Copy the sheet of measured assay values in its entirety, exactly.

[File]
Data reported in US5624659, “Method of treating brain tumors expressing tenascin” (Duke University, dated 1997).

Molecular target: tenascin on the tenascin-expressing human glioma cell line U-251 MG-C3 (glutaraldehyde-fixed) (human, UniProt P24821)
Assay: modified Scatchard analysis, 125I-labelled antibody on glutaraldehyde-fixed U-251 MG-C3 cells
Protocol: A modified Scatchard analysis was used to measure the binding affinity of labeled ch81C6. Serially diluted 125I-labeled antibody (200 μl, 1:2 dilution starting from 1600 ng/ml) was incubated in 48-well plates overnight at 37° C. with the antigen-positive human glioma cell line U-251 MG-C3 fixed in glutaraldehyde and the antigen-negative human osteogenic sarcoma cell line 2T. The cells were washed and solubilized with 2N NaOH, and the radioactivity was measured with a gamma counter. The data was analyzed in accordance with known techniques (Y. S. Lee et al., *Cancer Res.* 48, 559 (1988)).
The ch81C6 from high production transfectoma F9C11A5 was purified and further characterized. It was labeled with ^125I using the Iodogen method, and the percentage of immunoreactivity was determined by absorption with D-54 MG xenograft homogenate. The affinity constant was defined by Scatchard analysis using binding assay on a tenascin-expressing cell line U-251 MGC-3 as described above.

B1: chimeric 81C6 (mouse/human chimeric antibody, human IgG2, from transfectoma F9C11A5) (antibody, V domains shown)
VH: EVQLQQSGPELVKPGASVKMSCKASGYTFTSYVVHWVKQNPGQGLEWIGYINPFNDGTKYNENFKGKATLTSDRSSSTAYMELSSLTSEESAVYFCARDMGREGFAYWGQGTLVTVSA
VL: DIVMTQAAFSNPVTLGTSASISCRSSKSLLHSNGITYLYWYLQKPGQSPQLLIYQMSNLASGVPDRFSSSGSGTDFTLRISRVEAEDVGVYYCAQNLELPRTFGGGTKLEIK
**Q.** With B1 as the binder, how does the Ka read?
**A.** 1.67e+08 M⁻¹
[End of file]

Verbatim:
Data reported in US5624659, “Method of treating brain tumors expressing tenascin” (Duke University, dated 1997).

Molecular target: tenascin on the tenascin-expressing human glioma cell line U-251 MG-C3 (glutaraldehyde-fixed) (human, UniProt P24821)
Assay: modified Scatchard analysis, 125I-labelled antibody on glutaraldehyde-fixed U-251 MG-C3 cells
Protocol: A modified Scatchard analysis was used to measure the binding affinity of labeled ch81C6. Serially diluted 125I-labeled antibody (200 μl, 1:2 dilution starting from 1600 ng/ml) was incubated in 48-well plates overnight at 37° C. with the antigen-positive human glioma cell line U-251 MG-C3 fixed in glutaraldehyde and the antigen-negative human osteogenic sarcoma cell line 2T. The cells were washed and solubilized with 2N NaOH, and the radioactivity was measured with a gamma counter. The data was analyzed in accordance with known techniques (Y. S. Lee et al., *Cancer Res.* 48, 559 (1988)).
The ch81C6 from high production transfectoma F9C11A5 was purified and further characterized. It was labeled with ^125I using the Iodogen method, and the percentage of immunoreactivity was determined by absorption with D-54 MG xenograft homogenate. The affinity constant was defined by Scatchard analysis using binding assay on a tenascin-expressing cell line U-251 MGC-3 as described above.

B1: chimeric 81C6 (mouse/human chimeric antibody, human IgG2, from transfectoma F9C11A5) (antibody, V domains shown)
VH: EVQLQQSGPELVKPGASVKMSCKASGYTFTSYVVHWVKQNPGQGLEWIGYINPFNDGTKYNENFKGKATLTSDRSSSTAYMELSSLTSEESAVYFCARDMGREGFAYWGQGTLVTVSA
VL: DIVMTQAAFSNPVTLGTSASISCRSSKSLLHSNGITYLYWYLQKPGQSPQLLIYQMSNLASGVPDRFSSSGSGTDFTLRISRVEAEDVGVYYCAQNLELPRTFGGGTKLEIK
**Q.** With B1 as the binder, how does the Ka read?
**A.** 1.67e+08 M⁻¹